Wednesday, July 29, 2009

Solar Power - Installation Day 4

All the panels are on the roof, the trench has been re-filled, the wiring is done, it was tested and span the meter backwards. Next step is inspections that can take a few weeks before we can turn it on for real....

I installed the Solarcity Internet monitoring system base station by plugging it into a spare Ethernet port on my DSL modem. It flashed some lights that told me that it had connected to Solarcity successfully, then started scanning to find the monitored devices. It talks to the inverter to track how much power is being generated, and I will have an optional consumption monitor that tells me how much power the house is using. I have to wait for the install to be complete before I can see any output on the web site.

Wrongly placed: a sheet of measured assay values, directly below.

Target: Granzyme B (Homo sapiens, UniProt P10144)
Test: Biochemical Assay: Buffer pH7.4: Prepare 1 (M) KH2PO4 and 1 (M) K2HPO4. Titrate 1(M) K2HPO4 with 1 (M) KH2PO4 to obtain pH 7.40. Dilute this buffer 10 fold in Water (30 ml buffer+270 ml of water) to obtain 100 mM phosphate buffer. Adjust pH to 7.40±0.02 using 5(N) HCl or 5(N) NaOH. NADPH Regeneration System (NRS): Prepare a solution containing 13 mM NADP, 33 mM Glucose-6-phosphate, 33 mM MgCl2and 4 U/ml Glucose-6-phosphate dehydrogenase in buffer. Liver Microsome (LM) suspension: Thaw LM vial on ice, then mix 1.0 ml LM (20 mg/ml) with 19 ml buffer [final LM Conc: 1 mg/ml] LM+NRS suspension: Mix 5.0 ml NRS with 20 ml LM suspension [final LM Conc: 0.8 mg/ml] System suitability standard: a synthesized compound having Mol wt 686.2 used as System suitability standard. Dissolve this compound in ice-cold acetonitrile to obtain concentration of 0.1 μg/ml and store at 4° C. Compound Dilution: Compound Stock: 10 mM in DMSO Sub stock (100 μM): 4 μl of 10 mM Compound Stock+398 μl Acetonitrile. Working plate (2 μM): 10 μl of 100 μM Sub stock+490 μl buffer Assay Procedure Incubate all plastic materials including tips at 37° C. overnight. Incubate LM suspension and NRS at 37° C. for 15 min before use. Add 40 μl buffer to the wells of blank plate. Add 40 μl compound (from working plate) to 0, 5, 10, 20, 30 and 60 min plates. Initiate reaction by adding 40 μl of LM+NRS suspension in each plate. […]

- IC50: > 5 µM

Also, they were out of stock of the consumption monitor, so it will need to be added on later, but it doesn't affect the operation of the system.

I have also figured out the Ground Source Heat Pump, I'm going for a vertical well based installation, its a 3-ton A/C unit and heater made by Carrier that hooks up to my existing propane furnace ducting, and includes a water heater that replaces my propane hot water tank. It exchanges heat with the ground using three 200ft deep wells, and for every KW of electricity it uses, it pumps around 4KW of heat in or out of the house. This is over twice as efficient as a conventional air based A/C unit. It costs more, but there is a 30% federal tax credit on the full price, just like the solar power installation, thanks to Obama's stimulus package (this credit started in February 2009). I'm hoping to have enough solar power to zero out the running costs, we will see how that goes over time.

Classic car events in August